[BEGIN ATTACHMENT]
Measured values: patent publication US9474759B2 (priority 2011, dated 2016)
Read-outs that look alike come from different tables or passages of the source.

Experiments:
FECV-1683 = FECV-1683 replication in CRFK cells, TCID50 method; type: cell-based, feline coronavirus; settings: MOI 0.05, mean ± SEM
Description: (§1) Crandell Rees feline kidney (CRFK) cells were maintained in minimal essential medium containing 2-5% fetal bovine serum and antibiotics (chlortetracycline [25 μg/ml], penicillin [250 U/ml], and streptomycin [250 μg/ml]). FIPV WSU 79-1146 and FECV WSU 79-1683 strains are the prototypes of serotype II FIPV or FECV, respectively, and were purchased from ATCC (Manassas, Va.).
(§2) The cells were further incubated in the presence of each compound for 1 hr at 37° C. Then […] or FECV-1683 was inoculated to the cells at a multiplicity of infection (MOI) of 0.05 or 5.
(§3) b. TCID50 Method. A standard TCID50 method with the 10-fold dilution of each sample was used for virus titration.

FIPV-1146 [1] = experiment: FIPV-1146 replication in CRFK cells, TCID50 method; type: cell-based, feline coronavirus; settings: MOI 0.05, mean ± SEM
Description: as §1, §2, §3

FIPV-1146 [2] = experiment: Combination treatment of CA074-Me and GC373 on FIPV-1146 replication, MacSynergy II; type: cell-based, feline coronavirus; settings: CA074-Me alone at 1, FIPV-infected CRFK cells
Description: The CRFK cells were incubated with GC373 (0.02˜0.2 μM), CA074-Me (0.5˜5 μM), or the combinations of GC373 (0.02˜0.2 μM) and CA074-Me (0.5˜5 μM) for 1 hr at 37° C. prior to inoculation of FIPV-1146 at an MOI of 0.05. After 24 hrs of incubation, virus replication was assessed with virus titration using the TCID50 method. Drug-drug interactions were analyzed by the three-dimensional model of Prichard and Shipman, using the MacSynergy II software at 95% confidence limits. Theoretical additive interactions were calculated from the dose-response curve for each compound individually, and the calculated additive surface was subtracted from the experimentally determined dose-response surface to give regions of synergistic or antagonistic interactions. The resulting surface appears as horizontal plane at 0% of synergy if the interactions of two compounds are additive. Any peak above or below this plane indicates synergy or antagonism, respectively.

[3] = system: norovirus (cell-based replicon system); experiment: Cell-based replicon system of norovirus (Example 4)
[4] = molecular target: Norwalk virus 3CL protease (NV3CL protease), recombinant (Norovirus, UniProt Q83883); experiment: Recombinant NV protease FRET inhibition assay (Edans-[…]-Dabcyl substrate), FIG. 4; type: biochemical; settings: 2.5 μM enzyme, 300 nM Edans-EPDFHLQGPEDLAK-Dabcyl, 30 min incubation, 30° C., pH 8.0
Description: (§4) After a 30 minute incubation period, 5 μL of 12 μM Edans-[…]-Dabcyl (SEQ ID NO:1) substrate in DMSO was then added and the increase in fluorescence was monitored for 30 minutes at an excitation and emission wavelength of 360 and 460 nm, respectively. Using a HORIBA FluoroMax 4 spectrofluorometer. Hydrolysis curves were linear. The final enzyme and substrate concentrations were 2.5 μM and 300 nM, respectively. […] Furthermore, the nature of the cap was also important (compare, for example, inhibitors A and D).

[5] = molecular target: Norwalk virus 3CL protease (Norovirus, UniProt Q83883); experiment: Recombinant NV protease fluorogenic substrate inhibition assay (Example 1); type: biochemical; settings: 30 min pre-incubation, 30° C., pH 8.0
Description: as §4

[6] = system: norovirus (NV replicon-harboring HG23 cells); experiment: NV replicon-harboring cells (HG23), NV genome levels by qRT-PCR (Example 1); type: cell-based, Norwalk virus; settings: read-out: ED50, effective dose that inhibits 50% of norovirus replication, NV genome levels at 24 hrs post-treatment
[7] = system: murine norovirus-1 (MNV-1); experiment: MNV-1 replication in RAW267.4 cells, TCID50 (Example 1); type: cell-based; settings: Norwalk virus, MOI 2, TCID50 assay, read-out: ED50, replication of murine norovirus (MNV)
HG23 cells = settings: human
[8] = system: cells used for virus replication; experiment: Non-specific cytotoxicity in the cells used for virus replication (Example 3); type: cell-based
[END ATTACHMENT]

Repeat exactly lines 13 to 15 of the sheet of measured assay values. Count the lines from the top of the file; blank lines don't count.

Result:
[4] = molecular target: Norwalk virus 3CL protease (NV3CL protease), recombinant (Norovirus, UniProt Q83883); experiment: Recombinant NV protease FRET inhibition assay (Edans-[…]-Dabcyl substrate), FIG. 4; type: biochemical; settings: 2.5 μM enzyme, 300 nM Edans-EPDFHLQGPEDLAK-Dabcyl, 30 min incubation, 30° C., pH 8.0
Description: (§4) After a 30 minute incubation period, 5 μL of 12 μM Edans-[…]-Dabcyl (SEQ ID NO:1) substrate in DMSO was then added and the increase in fluorescence was monitored for 30 minutes at an excitation and emission wavelength of 360 and 460 nm, respectively. Using a HORIBA FluoroMax 4 spectrofluorometer. Hydrolysis curves were linear. The final enzyme and substrate concentrations were 2.5 μM and 300 nM, respectively. […] Furthermore, the nature of the cap was also important (compare, for example, inhibitors A and D).

[5] = molecular target: Norwalk virus 3CL protease (Norovirus, UniProt Q83883); experiment: Recombinant NV protease fluorogenic substrate inhibition assay (Example 1); type: biochemical; settings: 30 min pre-incubation, 30° C., pH 8.0